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Handel’s Water Music – 300 Years in the Charts

July 17th 2017 marks the 300th anniversary of the first performance of Handel’s famous Water Music. The orchestral suites were written for a party on the Thames river in London, held by King George I, in 1717.

 

The music consists of the Suite in F major (HWV 348), Suite in D major (HWV 349) and Suite in G major (HWV 350). However, although many of the pieces became instant hits throughout London, none of them were published at the time. Extensive research by Samuel Arnold led to a 1788 edition of nineteen pieces that is generally accepted as the authoritative Water Music, but the original structure is unclear.

One of the best-known and most frequently performed movements is the Alla Hornpipe from the D major suite:

George Frideric Handel is known today for many compositions, and for his role as a court composer. Born the same year as Johann Sebastian Bach and Domenico Scarlatti, he is one of the foremost composers of the Baroque era.

But he should never have been a composer in the first place.

Handel was born at a time when music and the arts flourished only in the highest echelons of society. His grandfather was a coppersmith, his grandmother was the daughter of a coppersmith. Handel’s own father was a barber, and his mother was the daughter of a Lutheran minister. Handel went to the gymnasium school in Halle. A gymnasium in the German education system is a selective school for the gifted. The headmaster at the school Johann Praetorius, was passionate about music, but many of Handel’s biographers record that he was withdrawn from the school because his father was implacably opposed to music education.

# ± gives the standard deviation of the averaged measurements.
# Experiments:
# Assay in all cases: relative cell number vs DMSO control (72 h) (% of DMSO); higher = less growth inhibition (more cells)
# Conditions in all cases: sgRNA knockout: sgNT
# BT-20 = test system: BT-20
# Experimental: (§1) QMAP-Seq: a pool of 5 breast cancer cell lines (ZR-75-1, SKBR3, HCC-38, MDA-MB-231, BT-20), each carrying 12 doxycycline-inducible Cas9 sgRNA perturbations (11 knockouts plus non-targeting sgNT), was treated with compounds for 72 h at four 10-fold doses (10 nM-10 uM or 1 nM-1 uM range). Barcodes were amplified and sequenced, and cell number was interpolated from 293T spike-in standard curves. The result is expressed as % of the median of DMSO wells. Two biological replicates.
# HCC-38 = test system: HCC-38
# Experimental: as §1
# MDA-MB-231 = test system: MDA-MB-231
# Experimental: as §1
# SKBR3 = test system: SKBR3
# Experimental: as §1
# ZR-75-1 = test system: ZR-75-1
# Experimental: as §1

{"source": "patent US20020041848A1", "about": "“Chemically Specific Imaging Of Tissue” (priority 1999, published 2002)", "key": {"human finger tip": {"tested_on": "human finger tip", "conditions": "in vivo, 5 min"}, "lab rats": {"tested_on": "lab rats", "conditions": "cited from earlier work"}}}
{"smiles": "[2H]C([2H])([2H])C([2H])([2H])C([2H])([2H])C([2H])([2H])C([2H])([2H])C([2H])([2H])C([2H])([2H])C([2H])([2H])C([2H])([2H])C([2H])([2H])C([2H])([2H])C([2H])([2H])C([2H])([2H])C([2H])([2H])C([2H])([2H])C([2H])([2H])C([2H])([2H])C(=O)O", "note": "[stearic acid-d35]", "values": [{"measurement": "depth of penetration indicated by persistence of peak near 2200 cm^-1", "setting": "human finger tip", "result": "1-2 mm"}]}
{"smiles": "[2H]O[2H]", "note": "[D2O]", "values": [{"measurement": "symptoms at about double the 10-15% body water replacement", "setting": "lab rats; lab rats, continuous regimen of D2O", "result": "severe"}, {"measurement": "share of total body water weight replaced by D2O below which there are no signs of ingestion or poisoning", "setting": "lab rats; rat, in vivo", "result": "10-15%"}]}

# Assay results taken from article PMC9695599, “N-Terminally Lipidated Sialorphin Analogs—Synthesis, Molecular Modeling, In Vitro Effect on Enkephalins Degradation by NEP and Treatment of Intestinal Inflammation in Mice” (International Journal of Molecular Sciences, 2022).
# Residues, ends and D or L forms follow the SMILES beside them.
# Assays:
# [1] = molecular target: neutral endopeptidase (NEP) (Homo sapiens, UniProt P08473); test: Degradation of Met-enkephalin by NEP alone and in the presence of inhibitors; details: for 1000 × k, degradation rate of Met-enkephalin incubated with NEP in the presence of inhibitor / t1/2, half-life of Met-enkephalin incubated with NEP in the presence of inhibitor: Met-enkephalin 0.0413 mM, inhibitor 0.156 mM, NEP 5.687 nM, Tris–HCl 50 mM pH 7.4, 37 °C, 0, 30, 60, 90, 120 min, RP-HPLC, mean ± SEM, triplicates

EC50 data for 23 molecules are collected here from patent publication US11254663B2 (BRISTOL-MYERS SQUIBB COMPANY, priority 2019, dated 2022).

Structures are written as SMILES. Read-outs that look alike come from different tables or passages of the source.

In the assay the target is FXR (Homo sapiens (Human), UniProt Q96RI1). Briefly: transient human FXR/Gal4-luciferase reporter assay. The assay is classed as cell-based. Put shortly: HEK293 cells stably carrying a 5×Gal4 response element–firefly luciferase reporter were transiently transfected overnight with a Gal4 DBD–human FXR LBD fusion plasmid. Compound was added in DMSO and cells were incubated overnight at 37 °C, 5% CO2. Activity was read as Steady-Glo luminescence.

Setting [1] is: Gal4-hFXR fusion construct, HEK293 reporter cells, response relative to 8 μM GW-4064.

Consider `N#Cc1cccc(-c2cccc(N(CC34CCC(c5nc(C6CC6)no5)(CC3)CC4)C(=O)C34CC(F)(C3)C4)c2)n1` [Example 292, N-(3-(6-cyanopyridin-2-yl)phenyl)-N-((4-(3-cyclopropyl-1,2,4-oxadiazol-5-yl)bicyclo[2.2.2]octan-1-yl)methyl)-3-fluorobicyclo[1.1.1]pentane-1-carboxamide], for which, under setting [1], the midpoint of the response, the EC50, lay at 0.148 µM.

In fact, Georg Handel was alarmed by his son’s interest in music that he took every step to oppose it, even banning musical instruments in the house and forbidding Handel from visiting any house where they might be found. There is a story that Handel found a way to sneak a small clavichord into the attic of the house, and he would steal away to play it when the family were asleep. This tale is unsubstantiated, but for the fact that Handel was able to play the keyboard well enough to come to the notice of Duke Johann Adolf, who on hearing Handel play the church organ, persuaded his father to let him have music lessons.

 It’s quite incredible given this unpromising start that Handel is still a household name.

His Water Music was written for King George I of England. It consists of three orchestral suites, and was first performed on barges on the Thames. Its first performance as an integral part of a massive Royal shindig, was reported in Britain’s first daily newspaper, the Daily Courant.

The party was possibly an attempt by King George to win popularity (for various reasons, including a serious economic crisis in 1720, his refusal or inability to learn English and rumours about the treatment of his wife, the King was not well liked), and he turned to Handel to help him impress.

In 1710, Handel had worked as Kapellmeister to the German Prince George; the same Prince George who in 1714 became King of Great Britain and Ireland. Handel had left Germany to settle in England full time, which had angered Prince George at the time.

However, the Water Music is said to have allowed a reconciliation between King George and Handel. It was rumoured that the success of the music enabled the King to regain some of the London spotlight back from his son, Prince George, who was throwing lavish parties and dinners. The Prince did not get on with his father – a resentment that possibly began when King George dissolved his marriage to the young George’s mother due to ‘abandonment’, which meant that the children never saw their mother again (though the King did his best to ensure that his son had more choice when he was himself to be married).